Leonard Lance

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Leonard Lance
Leonard Lance official congressional photo.jpg
Member of the U.S. House of Representatives
from New Jersey's 7th district
Assumed office
January 3, 2009
Preceded by Mike Ferguson
Member of the New Jersey Senate
from the 23rd district
In office
January 8, 2002 – January 3, 2009
Preceded by William E. Schluter
Succeeded by Marcia Karrow[1]
Member of the New Jersey General Assembly
from the 23rd district
In office
February 21, 1991 – January 8, 2002
Preceded by William E. Schluter
Succeeded by Michael Doherty[2]
Personal details
Born (1952-06-25) June 25, 1952 (age 64)
Easton, Pennsylvania
Nationality American
Political party Republican
Spouse(s) Heidi A. Rohrbach
Residence Clinton Township, New Jersey[3]
Alma mater Lehigh University (B.A.)
Vanderbilt University (J.D.)
Princeton University (M.P.A.)
Occupation Attorney
Website House website

Leonard J. Lance (born June 25, 1952) is the U.S. Representative for New Jersey's 7th congressional district, serving since 2009. He is a member of the Republican Party. He previously served in the New Jersey Senate and the New Jersey General Assembly where he had been lauded by legislative peers as a moderate Republican.[4] Since 2009, however, his positions have shifted to conservative Republican positions, such as against environmental regulation, and against Planned Parenthood.[4] He has been a staunch opponent of the Affordable Care Act[5] and against abortion rights; in 2017 he voted against federally funded insurance plans which provide coverage for abortion.[6][7]

Early life, education, and early political career[edit]

Lance was born in Easton, Pennsylvania, into a political family. His parents were Anne M. (née Anderson) and Wesley Leonard Lance, who was a State Senator.[8][9] His great-uncle, H. Kiefer Lance, was also active in New Jersey politics.

After attending North Hunterdon High School in Annandale, New Jersey, Lance received a B.A. from Lehigh University in 1974, a J.D. from Vanderbilt University Law School in 1977 and an M.P.A. from the Woodrow Wilson School of Public and International Affairs at Princeton University in New Jersey in 1982.[10]

Leonard Lance served as the law clerk to the Warren County Court in 1977 and 1978. He was assistant counsel for county and municipal matters to Governor of New Jersey Thomas Kean from 1983 to 1990. He was a member of the New Jersey Council on the Humanities during the Whitman Administration by appointment of the Governor.

New Jersey legislature[edit]

Lance served in the New Jersey General Assembly for 11 years (1991–2002) and served in the New Jersey Senate for 7 years (2002–2009). In 2002 he was elected to the New Jersey Senate and held the position of Minority Leader from 2004 to 2008.[10]


In 1987, he first ran for the General Assembly. He lost the Republican primary, ranking third with 17% in New Jersey's 23rd District.[11] Lance was appointed to the New Jersey General Assembly in February 1991 when then-Assemblyman William E. Schluter was appointed to the New Jersey Senate upon the ascension of Dick Zimmer from the New Jersey Senate to the United States House of Representatives in January 1991. After redistricting, Lance ran for the newly redrawn 23rd District in 1991, and won the Republican primary. In the general election, he ranked second with 30%, winning a seat. Incumbent Republican State Assemblyman Chuck Haytaian ranked first in the district with 33%.[12] In 1993, Lance won re-election to a second term with 40%.[13] In 1995, he won re-election to a third term with 34%.[14] In 1997, he won re-election to a fourth term with 30%.[15] In 1999, he won re-election to a fifth term with 36%.[2]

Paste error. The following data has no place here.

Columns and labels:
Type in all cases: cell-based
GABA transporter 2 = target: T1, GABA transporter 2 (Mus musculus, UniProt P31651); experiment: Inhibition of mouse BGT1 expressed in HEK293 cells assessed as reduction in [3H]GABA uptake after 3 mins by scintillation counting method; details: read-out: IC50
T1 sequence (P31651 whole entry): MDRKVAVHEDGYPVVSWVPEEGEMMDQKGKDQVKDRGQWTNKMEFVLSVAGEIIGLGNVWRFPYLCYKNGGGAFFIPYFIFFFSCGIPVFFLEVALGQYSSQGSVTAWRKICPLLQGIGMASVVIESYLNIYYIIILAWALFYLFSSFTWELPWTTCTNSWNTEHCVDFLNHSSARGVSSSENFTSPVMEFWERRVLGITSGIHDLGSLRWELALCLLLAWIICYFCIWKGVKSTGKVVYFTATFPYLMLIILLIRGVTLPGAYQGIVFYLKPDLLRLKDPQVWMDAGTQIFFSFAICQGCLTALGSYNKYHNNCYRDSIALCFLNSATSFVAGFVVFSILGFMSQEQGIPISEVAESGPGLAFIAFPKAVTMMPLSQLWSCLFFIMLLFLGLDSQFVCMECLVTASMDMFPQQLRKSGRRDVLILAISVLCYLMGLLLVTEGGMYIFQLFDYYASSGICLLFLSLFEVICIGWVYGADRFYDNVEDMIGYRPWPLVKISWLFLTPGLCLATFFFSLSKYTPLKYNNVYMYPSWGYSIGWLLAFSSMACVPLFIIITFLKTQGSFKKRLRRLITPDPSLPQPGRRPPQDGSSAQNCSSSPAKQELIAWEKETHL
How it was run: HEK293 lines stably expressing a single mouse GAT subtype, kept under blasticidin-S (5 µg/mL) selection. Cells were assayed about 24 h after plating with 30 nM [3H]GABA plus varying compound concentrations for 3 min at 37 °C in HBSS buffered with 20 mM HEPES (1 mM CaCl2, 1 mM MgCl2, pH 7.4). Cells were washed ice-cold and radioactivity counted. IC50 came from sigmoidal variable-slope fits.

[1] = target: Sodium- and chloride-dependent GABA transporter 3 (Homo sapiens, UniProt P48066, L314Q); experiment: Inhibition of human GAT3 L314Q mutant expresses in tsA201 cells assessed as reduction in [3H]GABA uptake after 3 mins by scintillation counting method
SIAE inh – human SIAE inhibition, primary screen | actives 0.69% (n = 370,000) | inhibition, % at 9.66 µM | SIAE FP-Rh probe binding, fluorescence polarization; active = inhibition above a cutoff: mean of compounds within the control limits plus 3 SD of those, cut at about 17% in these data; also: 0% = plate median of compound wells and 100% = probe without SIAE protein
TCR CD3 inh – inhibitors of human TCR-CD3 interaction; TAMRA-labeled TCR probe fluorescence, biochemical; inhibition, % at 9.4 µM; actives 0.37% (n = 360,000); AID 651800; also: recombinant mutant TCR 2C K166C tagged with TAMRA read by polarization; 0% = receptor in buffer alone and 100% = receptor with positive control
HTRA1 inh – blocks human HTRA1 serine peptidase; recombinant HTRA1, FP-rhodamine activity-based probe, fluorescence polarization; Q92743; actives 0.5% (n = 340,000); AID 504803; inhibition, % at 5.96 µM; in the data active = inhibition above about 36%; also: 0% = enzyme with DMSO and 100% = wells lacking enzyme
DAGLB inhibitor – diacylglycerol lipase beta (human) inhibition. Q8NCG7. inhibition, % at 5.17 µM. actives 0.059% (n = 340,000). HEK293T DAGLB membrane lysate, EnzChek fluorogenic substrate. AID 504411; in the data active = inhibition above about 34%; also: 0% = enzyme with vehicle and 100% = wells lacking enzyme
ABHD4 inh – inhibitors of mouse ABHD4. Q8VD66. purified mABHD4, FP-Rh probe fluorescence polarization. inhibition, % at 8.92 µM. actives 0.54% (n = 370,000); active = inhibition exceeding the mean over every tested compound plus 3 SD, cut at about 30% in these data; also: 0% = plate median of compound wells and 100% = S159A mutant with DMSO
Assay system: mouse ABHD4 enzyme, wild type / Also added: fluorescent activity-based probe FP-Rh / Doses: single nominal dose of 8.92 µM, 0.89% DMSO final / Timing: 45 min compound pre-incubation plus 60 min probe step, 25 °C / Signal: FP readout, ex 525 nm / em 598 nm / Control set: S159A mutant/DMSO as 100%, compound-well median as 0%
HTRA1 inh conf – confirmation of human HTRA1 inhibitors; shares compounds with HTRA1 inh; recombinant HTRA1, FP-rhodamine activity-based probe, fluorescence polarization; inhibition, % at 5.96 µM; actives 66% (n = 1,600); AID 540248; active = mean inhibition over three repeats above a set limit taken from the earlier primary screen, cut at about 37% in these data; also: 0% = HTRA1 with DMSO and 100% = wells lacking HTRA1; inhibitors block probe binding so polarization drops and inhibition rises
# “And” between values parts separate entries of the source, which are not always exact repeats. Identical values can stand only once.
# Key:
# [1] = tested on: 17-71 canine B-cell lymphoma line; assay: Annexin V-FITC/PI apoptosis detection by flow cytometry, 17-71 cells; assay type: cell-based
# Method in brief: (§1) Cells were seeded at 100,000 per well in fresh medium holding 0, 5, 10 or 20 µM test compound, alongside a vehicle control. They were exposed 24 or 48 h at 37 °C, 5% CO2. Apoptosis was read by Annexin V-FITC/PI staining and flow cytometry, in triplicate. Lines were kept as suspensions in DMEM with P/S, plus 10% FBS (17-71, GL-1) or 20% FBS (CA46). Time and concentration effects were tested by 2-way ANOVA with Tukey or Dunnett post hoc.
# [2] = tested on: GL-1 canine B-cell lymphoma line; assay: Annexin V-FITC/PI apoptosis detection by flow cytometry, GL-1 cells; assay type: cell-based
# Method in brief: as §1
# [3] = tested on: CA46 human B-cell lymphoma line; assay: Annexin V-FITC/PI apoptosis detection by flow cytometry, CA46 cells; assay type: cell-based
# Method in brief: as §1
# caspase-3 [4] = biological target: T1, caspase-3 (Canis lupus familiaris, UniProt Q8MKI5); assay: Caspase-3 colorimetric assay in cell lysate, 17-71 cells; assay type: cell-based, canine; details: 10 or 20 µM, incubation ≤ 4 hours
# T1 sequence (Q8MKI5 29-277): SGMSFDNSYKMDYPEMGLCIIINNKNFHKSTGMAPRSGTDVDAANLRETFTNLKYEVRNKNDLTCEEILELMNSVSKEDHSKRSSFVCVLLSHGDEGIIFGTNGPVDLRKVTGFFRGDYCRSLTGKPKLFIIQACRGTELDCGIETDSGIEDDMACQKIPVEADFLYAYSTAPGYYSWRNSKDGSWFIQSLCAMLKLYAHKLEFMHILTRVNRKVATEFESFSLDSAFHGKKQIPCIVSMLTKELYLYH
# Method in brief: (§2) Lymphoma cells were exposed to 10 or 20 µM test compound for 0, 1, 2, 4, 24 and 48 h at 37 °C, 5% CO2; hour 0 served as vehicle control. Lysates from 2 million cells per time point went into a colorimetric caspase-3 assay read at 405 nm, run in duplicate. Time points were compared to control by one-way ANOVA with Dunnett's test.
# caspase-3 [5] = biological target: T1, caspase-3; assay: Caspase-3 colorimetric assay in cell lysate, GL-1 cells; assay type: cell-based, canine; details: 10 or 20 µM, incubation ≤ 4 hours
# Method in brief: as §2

After redistricting, he ran for the New Jersey Senate in 2001 in the 23rd District. He defeated Democrat Frederick P. Cook 69%–31%.[16] In 2003, he won re-election to a second term with 68%.[17] In 2007, he won re-election to a third term with 67%.[1]

Committee assignments[edit]

In the general assembly, he served as the Chairman of the Appropriations Committee from 2000 to 2002 and the Vice Chairman of the Appropriations Committee, when it handled the state budget, from 1996 to 2000. While Appropriations Committee Chairman, the committee oversaw state finances, taxation and spending on individual legislation, while budget issues were passed to a separate Budget Committee.

He served on the Joint Budget Oversight Committee, the Legislative Services Commission and the Budget and Appropriations Committee. As Republican Budget Officer, he served as the Ranking Minority Member of the Budget and Appropriations Committee, along with serving as the Republican Senate Caucus' chief point person on budget and finance issues and in budget negotiations.

U.S. House of Representatives[edit]